As a divorced Christian who married at 22 for many of the wrong reasons, I have taken it upon myself to do everything I can to promote marriage for the right reasons.
My general stance is pretty basic: Don't take marriage lightly. It also seems like a fairly non-controversial stance -- one that anyone who truly honors marriage and hates divorce could get behind, whatever their political or religious leaning.
Not surprisingly, I was dismayed to hear about The Heritage Foundation's recently released study: "Marriage: America's Greatest Weapon Against Child Poverty." The study tracks statistics such as the growth of unwed childbirth, and the "death" (their word) of marriage over the past 80 years, before coming to this conclusion: "Marriage drops the probability of child poverty by 82 percent." The study's solution? Push marriage -- especially in low-income communities -- as the primary antidote to poverty.
It doesn't take super powers to see through this study. By suggesting that not being married is the cause of poverty rather than a result, The Heritage Foundation is presenting statistics in an over-simplified way that benefits their broader values and beliefs about the sanctity of marriage. The message boils down to this: "If you don't want to be poor, get married!" (The reverse is also implied: "If you're poor and not married, it's your own fault!")
There are many problems with this message, but I'm going to stick with my foundational point: Marriage should never be taken lightly. Suggesting that marriage is a matter of economics not only cheapens the institution, it puts it -- and women -- in more peril.
I recently ran across a tweet that said the secret to a long-lasting marriage is easy: just don't get a divorce. After getting all worked up and indignant about the ridiculousness of such a statement, I couldn't help but try it with a twist: The secret to not getting a divorce is easy, just don't get married.
Pushing marriage, in other words, is dangerous business because it takes marriages -- especially misguided ones -- to lay the groundwork for divorce. If The Heritage Foundation's goal is to "return our nation to its founding principles," as its website says, it seems that reducing the number of divorces would be at least as important as increasing the number of marriages.
The situation gets even more sticky when marriage is promoted for specific reasons -- maybe so you can be "right with God," or give your baby a "real dad," or, in this case, avoid poverty. When reasons like these precede marriage, raised expectations follow. Marriage has something it's supposed to deliver. When that something is money, the implications multiply. Not only is "Don't marry for money" one of the oldest, most widely-shared pieces of marriage advice out there, financial issues have long been a primary cause of divorce. Clearly finances are stressful enough on their own -- just think how much more stressful they are in marriages that were predicated on finances.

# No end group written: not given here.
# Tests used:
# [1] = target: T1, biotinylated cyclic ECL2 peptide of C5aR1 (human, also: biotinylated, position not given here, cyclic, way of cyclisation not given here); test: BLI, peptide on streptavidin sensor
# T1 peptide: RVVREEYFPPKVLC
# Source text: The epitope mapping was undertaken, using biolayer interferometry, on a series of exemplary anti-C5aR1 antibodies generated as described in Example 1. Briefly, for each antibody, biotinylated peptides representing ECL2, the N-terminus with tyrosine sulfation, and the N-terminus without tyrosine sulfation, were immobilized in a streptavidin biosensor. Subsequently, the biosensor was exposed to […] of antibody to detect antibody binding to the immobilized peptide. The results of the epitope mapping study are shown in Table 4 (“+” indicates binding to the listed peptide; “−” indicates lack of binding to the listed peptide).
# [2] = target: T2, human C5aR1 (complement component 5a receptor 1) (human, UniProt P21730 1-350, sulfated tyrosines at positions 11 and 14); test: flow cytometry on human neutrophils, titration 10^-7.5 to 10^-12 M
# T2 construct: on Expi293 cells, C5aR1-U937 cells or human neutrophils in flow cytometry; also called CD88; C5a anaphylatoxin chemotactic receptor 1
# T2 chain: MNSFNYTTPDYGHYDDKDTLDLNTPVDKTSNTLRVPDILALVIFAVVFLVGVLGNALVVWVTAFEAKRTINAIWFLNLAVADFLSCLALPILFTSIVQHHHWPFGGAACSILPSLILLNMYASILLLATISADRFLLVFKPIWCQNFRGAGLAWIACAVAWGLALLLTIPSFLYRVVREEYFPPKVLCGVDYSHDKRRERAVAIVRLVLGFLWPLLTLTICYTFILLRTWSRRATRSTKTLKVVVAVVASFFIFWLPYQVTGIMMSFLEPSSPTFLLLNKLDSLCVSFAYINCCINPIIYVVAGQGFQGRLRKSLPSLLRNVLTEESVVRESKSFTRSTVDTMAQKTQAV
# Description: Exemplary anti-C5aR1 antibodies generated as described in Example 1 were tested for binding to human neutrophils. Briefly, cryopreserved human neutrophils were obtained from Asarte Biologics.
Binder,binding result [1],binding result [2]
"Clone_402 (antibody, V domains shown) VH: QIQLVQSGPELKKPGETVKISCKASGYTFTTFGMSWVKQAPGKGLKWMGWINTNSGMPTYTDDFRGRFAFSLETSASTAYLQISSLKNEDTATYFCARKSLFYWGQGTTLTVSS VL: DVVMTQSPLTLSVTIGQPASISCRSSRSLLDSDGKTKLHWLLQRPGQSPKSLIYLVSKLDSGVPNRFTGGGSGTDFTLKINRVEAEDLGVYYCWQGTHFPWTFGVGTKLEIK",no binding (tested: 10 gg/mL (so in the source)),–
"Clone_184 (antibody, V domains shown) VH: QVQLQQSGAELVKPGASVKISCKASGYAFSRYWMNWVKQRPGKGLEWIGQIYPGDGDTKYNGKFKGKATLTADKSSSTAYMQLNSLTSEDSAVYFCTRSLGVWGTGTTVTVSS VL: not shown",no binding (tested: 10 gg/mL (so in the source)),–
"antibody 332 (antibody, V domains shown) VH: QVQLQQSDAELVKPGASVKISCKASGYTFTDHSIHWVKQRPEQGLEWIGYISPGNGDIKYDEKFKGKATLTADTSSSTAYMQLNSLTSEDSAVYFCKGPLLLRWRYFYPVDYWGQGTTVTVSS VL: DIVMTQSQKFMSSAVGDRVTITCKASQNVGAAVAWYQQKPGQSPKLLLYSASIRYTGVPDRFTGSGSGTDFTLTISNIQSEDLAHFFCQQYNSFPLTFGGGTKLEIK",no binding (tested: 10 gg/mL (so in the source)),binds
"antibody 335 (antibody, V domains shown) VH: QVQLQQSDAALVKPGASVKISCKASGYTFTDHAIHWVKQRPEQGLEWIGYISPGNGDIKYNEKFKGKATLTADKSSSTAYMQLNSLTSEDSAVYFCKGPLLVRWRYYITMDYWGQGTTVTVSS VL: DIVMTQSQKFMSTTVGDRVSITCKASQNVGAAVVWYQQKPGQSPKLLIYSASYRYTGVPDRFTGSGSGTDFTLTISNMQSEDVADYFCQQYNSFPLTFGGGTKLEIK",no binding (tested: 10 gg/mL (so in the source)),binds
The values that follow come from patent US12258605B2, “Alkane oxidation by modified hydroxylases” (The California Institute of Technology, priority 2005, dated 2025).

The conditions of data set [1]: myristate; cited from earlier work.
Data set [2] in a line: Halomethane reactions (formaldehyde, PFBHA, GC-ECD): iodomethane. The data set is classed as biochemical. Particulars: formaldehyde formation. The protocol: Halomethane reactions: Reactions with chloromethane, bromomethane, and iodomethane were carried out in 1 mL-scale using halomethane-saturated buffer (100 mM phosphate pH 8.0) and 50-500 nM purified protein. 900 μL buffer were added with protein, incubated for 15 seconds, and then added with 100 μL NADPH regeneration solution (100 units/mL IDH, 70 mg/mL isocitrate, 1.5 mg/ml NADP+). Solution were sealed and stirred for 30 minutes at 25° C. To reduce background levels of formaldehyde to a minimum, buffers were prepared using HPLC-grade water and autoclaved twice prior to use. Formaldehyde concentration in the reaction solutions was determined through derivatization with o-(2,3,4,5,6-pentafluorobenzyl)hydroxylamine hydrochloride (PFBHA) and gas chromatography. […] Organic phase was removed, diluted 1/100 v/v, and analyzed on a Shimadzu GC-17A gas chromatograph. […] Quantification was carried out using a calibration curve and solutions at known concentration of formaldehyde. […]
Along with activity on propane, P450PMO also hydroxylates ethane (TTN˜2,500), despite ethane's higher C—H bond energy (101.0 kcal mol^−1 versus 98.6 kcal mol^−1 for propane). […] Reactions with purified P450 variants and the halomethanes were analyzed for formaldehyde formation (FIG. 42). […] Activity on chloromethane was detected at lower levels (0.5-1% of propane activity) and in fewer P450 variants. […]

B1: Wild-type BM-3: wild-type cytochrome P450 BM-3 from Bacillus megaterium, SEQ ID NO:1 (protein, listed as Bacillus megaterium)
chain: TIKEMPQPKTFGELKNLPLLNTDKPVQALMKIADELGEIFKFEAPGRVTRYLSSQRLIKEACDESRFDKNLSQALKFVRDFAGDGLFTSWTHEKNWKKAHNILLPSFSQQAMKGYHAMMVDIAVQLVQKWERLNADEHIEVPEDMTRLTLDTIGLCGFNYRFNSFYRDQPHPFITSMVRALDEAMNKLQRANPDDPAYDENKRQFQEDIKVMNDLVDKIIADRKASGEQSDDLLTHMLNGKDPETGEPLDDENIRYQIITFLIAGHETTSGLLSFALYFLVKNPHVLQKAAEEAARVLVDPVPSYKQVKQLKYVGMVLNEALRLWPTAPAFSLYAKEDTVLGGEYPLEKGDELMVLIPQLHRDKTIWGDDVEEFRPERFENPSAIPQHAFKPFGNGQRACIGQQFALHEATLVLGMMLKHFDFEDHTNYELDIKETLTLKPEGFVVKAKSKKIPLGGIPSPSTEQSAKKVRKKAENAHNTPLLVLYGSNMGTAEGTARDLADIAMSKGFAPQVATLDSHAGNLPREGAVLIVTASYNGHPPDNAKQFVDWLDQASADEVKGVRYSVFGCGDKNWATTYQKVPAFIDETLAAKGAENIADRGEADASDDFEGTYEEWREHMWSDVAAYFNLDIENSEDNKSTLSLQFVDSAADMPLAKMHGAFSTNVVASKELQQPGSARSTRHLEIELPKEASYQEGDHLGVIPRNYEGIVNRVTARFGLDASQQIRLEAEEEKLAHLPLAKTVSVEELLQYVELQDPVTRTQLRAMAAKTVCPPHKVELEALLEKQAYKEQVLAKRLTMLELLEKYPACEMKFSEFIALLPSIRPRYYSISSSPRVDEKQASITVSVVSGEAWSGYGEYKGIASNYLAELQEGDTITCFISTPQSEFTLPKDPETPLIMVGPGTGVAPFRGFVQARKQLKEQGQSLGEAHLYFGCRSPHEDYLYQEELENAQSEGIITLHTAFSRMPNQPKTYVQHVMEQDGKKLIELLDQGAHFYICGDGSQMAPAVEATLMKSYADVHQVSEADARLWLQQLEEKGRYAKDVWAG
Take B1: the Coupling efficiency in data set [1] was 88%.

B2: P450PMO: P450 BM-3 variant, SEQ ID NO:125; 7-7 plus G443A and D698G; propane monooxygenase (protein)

What predicated my own marriage, and how it fits into this broader issue, is complex. In many ways, my experience with marriage and divorce has been very different from the picture presented in The Heritage Foundation study. I am white and college educated, and I waited until after I was married to have children; the study points out that less-educated women are more likely to give birth outside of marriage, and seven of 10 births to black women happen outside of marriage.
But my marriage was still driven by a prevailing conservative, outdated view of what it means to be a woman. In the Midwestern, Christian community I became an adult in, the message may not have been loud, but it was nonetheless clear: "You can't support yourself -- you need a man. And whatever you do, don't live in sin. Get married."
So I got married -- to the man I loved when I graduated from college. I didn't marry for money, exactly, but because it "made sense" and it fulfilled this image of the way I thought my life should look. The irony is that I supported my husband for the first five years of our marriage, while he developed a career as an artist and then went to graduate school, taking on student loans.
We divorced after struggling through 10 years of marriage, having two children, and going through three years of counseling. In the end, money wasn't at the root of our problems, but the basic fact that we got married with false expectations, before we really knew who we were or what we needed.
As a woman at 22, I was fortunate. I had a college degree, a job, health insurance, and access to birth control. What I lacked was the affirmation of the broader culture around me -- a loud and clear message that said, "You are capable of so much, on your own." I needed to believe more fully in my ability to be successful, to be respected, and to build a future -- without a husband.
If I had that need, while also having so many advantages, think of how much more the single mothers living in poverty (and all those who may become single mothers living in poverty) need. They need education, and childcare. They need access to healthcare and birth control. And yes, they need to believe they can make something of their lives and build a better future for their children. They need government officials, pastors, and mentors who support that belief, too.
In the midst of all of those very real and pressing needs, the last thing they need is people telling them to get married if they want to get out of poverty. If we really care about these families, let's stop cheapening marriage by presenting it as an antidote, and let's start empowering women to make smart choices for a future they can sustain -- with or without a husband.
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